The Parable of the Ring in Nathan the Wise is an expression of the play's main theme—the necessity of religious toleration. After defeating the Crusaders, the mighty sultan Saladin summons a local Jewish merchant by the name of Nathan for a personal audience. Nathan is a little uneasy at hearing...
The Parable of the Ring in Nathan the Wise is an expression of the play's main theme—the necessity of religious toleration. After defeating the Crusaders, the mighty sultan Saladin summons a local Jewish merchant by the name of Nathan for a personal audience. Nathan is a little uneasy at hearing the news. Since Saladin's victory relations between Christians, Jews, and Muslims have been rather tense. Nathan questions Saladin's motivations in sending for him.
When they meet, Saladin asks Nathan which is the best religion. Nathan is a Jew, Saladin a Muslim, and of course there's also Christianity. They can't all be true, says Saladin. Nathan isn't called wise for nothing; he senses that he's been led into a gigantic elephant trap. Any answer other than "Muslim" is likely to offend the great sultan.
Nathan cannot, then, give a direct answer to Saladin's question, so he gives him an indirect one instead by way of the Parable of the Ring. In the story, a father with three sons has a very precious ring. Whoever wears the ring is beloved of both God and man. Try as he might, the father simply can't decide which of his sons should receive this most precious gift. So he gets a master craftsman to make two copies of the original; that way, each son will have a ring of his own.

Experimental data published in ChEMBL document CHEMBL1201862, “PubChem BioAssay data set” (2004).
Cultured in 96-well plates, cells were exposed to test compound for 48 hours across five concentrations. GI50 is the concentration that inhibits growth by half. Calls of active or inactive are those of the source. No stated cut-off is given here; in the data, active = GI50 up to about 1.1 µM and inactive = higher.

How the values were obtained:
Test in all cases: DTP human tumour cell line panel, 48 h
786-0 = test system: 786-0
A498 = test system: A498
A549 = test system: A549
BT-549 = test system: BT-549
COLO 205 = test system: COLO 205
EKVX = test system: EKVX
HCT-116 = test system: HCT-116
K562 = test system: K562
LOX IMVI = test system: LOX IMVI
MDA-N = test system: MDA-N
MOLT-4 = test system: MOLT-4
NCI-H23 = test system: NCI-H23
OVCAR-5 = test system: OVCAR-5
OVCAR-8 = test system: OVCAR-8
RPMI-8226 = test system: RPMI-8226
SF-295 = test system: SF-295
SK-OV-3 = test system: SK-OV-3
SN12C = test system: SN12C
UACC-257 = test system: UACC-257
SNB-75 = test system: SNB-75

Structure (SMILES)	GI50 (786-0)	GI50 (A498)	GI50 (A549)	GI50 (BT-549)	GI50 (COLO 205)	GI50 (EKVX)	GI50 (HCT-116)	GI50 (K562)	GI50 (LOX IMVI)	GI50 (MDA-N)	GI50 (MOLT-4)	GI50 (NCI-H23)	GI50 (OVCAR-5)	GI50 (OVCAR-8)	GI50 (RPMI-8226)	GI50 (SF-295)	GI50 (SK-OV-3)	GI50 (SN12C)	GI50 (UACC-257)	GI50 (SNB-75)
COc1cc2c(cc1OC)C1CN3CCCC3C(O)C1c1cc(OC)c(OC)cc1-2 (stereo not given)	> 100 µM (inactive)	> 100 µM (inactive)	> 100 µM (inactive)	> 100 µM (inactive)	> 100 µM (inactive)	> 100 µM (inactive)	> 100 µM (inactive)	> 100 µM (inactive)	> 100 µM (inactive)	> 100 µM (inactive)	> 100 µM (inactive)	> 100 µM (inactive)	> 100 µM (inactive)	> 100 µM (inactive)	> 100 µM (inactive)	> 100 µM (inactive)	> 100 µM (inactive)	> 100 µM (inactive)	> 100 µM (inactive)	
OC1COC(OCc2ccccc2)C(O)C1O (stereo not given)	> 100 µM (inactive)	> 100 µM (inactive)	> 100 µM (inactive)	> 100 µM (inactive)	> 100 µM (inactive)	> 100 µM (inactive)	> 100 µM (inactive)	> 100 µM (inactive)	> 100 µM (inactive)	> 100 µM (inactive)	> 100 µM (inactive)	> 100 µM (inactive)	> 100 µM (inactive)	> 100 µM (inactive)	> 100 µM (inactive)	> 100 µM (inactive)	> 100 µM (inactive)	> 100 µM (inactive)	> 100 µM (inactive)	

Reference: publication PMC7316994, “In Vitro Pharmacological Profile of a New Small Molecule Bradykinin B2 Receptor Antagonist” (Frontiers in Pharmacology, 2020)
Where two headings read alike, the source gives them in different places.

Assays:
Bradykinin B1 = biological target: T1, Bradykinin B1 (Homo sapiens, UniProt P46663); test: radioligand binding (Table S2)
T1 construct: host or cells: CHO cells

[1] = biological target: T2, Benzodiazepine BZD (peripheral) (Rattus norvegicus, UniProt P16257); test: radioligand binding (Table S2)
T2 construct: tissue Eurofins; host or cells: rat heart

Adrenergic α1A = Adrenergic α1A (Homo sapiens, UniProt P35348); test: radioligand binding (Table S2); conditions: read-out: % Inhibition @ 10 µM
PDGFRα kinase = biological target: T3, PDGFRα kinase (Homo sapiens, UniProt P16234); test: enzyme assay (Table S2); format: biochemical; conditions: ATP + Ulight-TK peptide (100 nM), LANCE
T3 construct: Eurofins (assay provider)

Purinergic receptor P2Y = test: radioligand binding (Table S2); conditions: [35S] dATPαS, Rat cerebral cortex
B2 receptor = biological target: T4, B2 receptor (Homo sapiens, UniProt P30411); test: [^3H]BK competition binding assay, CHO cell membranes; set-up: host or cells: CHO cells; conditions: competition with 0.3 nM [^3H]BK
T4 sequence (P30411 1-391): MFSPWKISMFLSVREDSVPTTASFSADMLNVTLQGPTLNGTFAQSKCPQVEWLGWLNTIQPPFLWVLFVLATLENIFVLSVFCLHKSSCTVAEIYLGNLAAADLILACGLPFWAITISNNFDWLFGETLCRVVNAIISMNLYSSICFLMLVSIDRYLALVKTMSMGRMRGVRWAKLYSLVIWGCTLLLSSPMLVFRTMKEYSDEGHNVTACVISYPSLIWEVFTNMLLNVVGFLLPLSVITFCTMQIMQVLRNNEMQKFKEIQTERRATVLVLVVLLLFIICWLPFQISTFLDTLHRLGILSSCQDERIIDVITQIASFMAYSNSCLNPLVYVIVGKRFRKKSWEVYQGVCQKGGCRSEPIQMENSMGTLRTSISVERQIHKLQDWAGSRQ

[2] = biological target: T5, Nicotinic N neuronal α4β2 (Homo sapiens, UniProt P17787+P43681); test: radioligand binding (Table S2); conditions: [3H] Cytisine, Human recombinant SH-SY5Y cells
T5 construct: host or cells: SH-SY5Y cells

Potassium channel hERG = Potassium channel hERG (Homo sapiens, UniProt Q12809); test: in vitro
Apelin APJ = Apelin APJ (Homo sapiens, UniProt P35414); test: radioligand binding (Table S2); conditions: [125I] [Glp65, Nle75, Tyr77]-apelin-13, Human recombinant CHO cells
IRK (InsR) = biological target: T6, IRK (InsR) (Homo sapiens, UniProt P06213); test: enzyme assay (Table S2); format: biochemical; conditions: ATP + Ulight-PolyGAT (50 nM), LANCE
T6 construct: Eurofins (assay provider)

Instead of satisfying his three sons, the father's novel idea only causes discord between them. Each one believes himself to be the rightful heir; all the rings look identical and so there's no way to determine who has the original. The matter is brought before a judge to decide. He rules that none of the three sons has the ring, because they are not beloved of God and man; they are mired in hatred and strife, thinking only of themselves. Perhaps the original ring was lost, says the judge; perhaps the father had duplicates made. No one really knows.
But that's the whole point; and it's here that we see how the parable illustrates the theme of religious toleration. No one knows for sure if they own the original ring, but must always act as if they do, as if they possess something that makes them beloved in the eyes of God and man. Whatever religion we wish to follow, we must conduct our lives in such a manner that we fully merit the love of God and man. If we do so, then the distinctions between the various religious traditions will come to seem less important, and also less prone to lead to conflict and strife.